• Oils, creams, and lotions containing antioxidants and vitamin derivatives may help protect collagen, moisturize the skin's upper layer, and help diminish the visible signs of fine wrinkles. Vitamins C, E, and A are typical antioxidants used in these products.

  • Retinol, a vitamin A derivative, is also a common anti-aging formula component. Prescription drugs Retin-A and Renova are marketed to reduce fine-line wrinkles, build collagen, and help fade age spots.


Don't rely on magazine articles, a facialist, or a cosmetic salesperson for skin care advice. Talk to a plastic surgeon or a dermatologist about your skin concerns. He or she can help you pinpoint specific skin problems you might be developing and tell you the best techniques for combating them.

Beyond skin care formulas, however, you have some very basic tools at your disposal for protecting your skin. No matter what other skin care treatments you use, follow these basic practices to protect your skin and keep it looking its best:

  • Drink at least 32 ounces of water every day — 64 ounces is better.

  • Stop smoking — smoking ages the skin, breaks down its collagen structure, and increases wrinkles and sagging, especially around the mouth and the eyes.

  • Anytime you go outdoors, use a sunscreen with an SPF of 15 or higher, even if skies are overcast.

  • Maintain a daily skin care routine of gentle washing in lukewarm water, using a very mild soap. Avoid soaps with excessive perfumes and deodorizing chemicals, and don't scrub your skin!

  • Use a moisturizer everywhere your skin feels dry, but especially around your eyes, mouth, throat, and hands.

Keeping Your Hair Healthy and Strong

The changes in your hair growth and health in perimenopause and postmenopause can seem downright unfair; the hair on your scalp starts to become thin, sparse, and gray, while some of the previously fine, pale hairs on your face grow thicker and darker. You can tweeze, wax, chemically dissolve unwanted facial hair, or use electrolysis or laser treatment to destroy the hair follicle permanently. (Some women experience skin irritation from laser and electrolysis.) Though some of these changes are inevitable with age, you have a number of options available to you for preserving the health and vitality of your hair.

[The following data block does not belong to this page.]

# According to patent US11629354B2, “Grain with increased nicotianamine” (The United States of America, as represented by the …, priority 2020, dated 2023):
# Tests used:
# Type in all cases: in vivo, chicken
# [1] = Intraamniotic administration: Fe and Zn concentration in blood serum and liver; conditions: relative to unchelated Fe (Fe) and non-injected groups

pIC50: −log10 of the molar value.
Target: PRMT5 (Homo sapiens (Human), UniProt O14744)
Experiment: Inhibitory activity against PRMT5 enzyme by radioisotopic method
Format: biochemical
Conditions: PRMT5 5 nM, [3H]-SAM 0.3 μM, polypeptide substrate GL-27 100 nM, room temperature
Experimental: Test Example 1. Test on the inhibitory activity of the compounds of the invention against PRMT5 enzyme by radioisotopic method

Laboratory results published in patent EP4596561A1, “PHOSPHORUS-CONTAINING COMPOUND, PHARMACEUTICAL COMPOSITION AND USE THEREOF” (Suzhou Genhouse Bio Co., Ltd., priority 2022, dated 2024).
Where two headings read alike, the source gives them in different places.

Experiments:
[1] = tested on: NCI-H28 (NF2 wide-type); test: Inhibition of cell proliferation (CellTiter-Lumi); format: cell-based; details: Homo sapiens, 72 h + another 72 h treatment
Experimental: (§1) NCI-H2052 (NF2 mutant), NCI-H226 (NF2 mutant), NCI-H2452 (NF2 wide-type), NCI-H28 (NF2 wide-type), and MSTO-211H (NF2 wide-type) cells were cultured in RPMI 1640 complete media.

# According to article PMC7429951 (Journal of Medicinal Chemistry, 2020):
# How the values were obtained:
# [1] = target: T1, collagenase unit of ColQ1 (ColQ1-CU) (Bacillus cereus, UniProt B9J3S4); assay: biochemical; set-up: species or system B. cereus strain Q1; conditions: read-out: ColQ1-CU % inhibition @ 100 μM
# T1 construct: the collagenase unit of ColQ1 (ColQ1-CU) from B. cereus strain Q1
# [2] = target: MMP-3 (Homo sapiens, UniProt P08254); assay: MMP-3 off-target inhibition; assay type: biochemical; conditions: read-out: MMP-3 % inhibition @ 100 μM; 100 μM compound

First, keep your hair trimmed to remove split, brittle ends and encourage volume. Some color treatments can give the effect of fullness and volumizing shampoos can coat thin hair to give it extra body. When you shampoo, use warm — not hot — water, and limit blow-drying as much as possible. Some deep conditioning treatments, used every few weeks, can help keep hair strong and less prone to breaking and splitting.

Your hair reflects your nutrition, too. Don't forget to include a wide variety of fresh fruit and vegetables in your diet, and take vitamin supplements to make sure that you're getting all of the recommended nutrients every day. Proper hydration is essential to healthy hair, so don't forget to drink the recommended 32 ounces or more of water every day.


Thinning, dry, brittle hair may be more than a natural sign of age. Some medications and certain systemic illnesses, such as a thyroid disorder, can also cause hair to lose its strength and vitality — even to the point of causing dramatic hair loss. Talk to your doctor or health care provider about noticeable changes to your hair's strength and appearance; don't assume it's simple aging.

Some prescription drugs are available to help manage menopausal hair problems:

  • Minoxidil (marketed under the name Rogaine) works to stimulate hair follicles that may have grown dormant. Minoxidil can help restore lost hair by 10 percent or more, according to some estimates.

  • Eflornithine may help stop unwanted hair growth. Eflornithine (marketed in its topical form as Vaniqa) can be applied as a cream directly to the area where unwanted hair growth occurs. The drug inhibits the production of an enzyme that contributes to hair growth; as a result, the drug slows the growth of unwanted hair.

Many of these hair and skin preparations and prescriptions take weeks, if not months, to show a result. Don't be discouraged and give up your treatment program if you don't see results overnight.